Circumventing Controversy

What is an institution to do when negative press hits right in the middle of a hot admissions cycle? The answer to this problem is not a simple one, however there is one basic step that you can take to influence how much of a drop you will see related to incoming (and retained) headcount: Flood the wire with positive media releases immediately and constantly. This requires a strong communications office and the internal planning to execute if and when the time comes that the media turns its eye on your school. You must find a cadence and publish positive stories about your institution regularly. An institution can't respond to bad press with good press at the same time the attention turns negative. You have to create momentum long before and continue well after. 

Existing and incoming students understand that an institution is, indeed, an institution, and that it will survive well beyond the current administration or the current news cycle. The Internet, however, will perpetuate any stumbles and mistakes in ways that didn’t exist before the early 90’s. 

Publish as much as you can, across as many platforms as you can, and do it immediately.

Control the story and get in front of it.

Use the opportunity to be honest and accept mistakes. Imagine for moment that you are working one day and someone sticks a microphone in your face and asks, “What do you think about the current scandal?” Unless you serve as the key media relations contact for the institution, the straight response should certainly be, “My name is [name], and I serve as [role] here at the college. I am not fully aware of all details, but the college will release a statement as soon as we have it.”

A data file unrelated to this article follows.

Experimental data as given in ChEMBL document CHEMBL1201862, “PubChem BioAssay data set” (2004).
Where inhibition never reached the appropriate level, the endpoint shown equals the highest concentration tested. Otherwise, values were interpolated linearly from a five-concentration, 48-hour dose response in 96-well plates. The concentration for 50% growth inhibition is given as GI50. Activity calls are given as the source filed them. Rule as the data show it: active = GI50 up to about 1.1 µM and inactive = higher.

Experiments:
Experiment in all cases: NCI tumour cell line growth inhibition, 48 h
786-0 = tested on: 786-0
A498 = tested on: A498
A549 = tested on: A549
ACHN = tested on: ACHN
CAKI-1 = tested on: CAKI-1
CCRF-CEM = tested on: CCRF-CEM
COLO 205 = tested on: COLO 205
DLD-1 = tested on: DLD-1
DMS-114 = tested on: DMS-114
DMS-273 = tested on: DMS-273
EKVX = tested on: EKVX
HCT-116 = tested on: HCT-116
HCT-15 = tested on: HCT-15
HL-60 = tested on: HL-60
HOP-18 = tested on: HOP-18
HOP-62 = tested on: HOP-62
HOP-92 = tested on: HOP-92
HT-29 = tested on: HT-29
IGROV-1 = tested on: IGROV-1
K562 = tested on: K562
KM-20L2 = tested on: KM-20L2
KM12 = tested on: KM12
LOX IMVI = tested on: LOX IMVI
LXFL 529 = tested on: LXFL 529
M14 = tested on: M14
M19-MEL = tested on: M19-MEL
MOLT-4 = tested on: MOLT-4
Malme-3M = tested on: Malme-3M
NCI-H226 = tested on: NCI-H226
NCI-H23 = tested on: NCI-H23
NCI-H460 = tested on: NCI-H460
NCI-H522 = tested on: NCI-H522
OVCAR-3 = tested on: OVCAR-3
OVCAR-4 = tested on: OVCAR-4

React to unforeseen circumstances as if a microphone was placed on your face. Respond immediately, stating that once the details are known, the college will release them instantly. People are accepting of mistakes but instantly reject those who they believe to be hiding information. Think of the current news cycle: there are likely many examples of journalists or pundits talking ill or criticizing someone or some entity of not being forthcoming with all of the details. This is a side effect of how the media engages its audiences and the nature of how myths or untruths can be perpetuated over time. 

Your institution is not about your president or anyone else who works at the college: It is about students learning, succeeding, and graduating into a life of self-fulfillment and lasting success. Remind current students that those who divert our attention from the true mission of the institution have nothing to do with a student's personal narrative and the time spent in attendance or as a proud alumnus of the institution. 

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